Chad Loder (@chadloder) is on my follow list because he does important work amplifying #GeorgeFloyd demonstrations and the police brutality they unjustly receive from law enforcement. Today, he posted a Twitter thread (linked at the bottom of this post) on some personal recommendations for supporting your unhoused neighbors.

His thread reminds me of the ‘Tactical Caring Kits’ that Patrick Skinner (@SkinnerPm), a colorful and thoughtful law enforcement officer in Georgia, has made to help his neighbors.

I’m quote-posting his recommendations as they appeared across several tweets. A link to the first tweet follows.

If you’re making care packages for neighbors who are unhoused, here’s some items that are super popular:

  • LED headlamps w/ batteries

  • Magazines, especially escapist stuff: travel, history, National Geographic, Outside, Popular Mechanics

  • Power packs for charging

  • Shoes

If you want to really make someone’s day, bring tents and sturdy tarps.

Tents take a beating. People get their tents slashed a lot. Angry face Most folks having to share tents.

Even spare tent-poles come in super handy.

If you’re not camping these days, think about donating your gear

COVID makes it impossible for follks to find any place to charge their “Obama phones” (subsidized mobile phones).

If I had more time, I’d come by with a generator every day and let folks charge up.

Clothes are always welcome.

People seem to have enough toothbrushes and combs.

People never say no to Marlboro Reds. Even just having some loosies to hand out will put a smile on people’s faces.

A cheap styrofoam cooler filled with ice and low-sugar Gatorade is a hit. Leave the ice behind.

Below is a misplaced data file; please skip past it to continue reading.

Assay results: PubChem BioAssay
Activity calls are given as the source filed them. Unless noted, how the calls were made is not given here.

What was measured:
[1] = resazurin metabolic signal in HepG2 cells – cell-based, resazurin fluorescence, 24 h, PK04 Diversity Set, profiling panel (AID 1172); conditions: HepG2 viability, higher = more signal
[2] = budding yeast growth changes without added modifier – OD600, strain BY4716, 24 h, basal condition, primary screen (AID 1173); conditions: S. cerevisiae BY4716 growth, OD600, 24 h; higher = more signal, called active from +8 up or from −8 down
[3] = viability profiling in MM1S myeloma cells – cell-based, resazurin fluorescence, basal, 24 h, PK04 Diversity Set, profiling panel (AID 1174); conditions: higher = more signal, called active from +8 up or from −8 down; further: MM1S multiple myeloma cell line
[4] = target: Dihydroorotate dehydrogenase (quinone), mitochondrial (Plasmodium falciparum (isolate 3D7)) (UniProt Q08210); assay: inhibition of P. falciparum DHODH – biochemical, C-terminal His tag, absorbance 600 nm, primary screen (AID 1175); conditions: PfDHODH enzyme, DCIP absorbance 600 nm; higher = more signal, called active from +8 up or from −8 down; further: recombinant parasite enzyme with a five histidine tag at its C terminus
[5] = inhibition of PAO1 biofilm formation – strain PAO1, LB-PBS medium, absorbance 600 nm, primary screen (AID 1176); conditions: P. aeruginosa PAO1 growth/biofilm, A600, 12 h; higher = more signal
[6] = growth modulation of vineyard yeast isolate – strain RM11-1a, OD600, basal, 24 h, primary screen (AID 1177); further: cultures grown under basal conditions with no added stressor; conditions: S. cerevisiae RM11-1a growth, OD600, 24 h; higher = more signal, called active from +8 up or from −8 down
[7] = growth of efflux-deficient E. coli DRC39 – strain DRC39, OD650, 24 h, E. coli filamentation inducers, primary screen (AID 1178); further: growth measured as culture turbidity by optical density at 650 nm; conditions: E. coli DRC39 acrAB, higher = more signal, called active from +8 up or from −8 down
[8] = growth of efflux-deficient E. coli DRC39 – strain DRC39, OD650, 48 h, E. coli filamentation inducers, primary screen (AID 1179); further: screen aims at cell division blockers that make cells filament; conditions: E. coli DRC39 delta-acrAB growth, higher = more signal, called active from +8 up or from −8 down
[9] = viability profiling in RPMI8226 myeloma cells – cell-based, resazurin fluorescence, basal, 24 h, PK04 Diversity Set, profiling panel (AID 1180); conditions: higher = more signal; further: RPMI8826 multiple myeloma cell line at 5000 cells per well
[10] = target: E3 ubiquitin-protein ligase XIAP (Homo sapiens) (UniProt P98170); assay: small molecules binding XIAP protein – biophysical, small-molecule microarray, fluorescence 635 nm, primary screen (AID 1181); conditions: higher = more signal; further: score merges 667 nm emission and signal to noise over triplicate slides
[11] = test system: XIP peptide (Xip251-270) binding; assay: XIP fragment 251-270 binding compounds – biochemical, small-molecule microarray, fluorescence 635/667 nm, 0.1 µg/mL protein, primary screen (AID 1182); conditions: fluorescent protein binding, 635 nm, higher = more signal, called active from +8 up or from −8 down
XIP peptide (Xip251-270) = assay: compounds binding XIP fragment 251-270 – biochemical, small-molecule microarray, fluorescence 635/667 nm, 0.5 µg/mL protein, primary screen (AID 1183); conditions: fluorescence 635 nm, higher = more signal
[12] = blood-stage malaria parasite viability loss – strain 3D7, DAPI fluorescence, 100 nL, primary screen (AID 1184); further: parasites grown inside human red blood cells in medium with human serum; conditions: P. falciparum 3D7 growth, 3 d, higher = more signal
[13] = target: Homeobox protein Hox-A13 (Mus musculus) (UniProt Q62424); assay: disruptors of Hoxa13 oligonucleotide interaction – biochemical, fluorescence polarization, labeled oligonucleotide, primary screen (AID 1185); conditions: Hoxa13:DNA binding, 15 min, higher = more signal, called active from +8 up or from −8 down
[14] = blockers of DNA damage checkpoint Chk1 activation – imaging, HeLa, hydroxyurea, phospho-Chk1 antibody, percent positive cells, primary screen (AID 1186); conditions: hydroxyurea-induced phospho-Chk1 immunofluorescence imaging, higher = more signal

Being homeless means you NEVER get anything ice cold or piping hot

If you’re doing hygiene care packages, don’t forget the people who have kinky hair!

Those fine-toothed combs aren’t doing it for folks with Afro-textured hair. Dry shampoo, wide toothed detangler comb, croc clips, some good-smelling detangler spray.

Breathable durags are nice.

Other items that help for fixed encampments:

Lots of trash bags for people to put garbage in.

People with limited mobility have a hard time bringing trash to the dumpsters hundreds of meters from their tent.

Depression and addiction also frankly make this hard for some folks.

Where I live in California, mosquitos and other biting insects are not a big problem.

If mosquito netting is a problem, mosquito netting is a real treat.

Citronella candles also seem popular. Mosquito repellant, less so - it’s sticky and makes dust and dirt stick to you.

This list is focused on the non-obvious stuff. I think most volunteers know about dental hygiene, wipes, maxi-pads, combs, etc.

Bring a couple bags of dry kibble for dogs, also for cats. Extra flea collars.

Also, dog treats! The camp mutts love the sound of my car now. Face with tears of joy

Here’s Chad’s tweet leading into this thread. Give him a follow.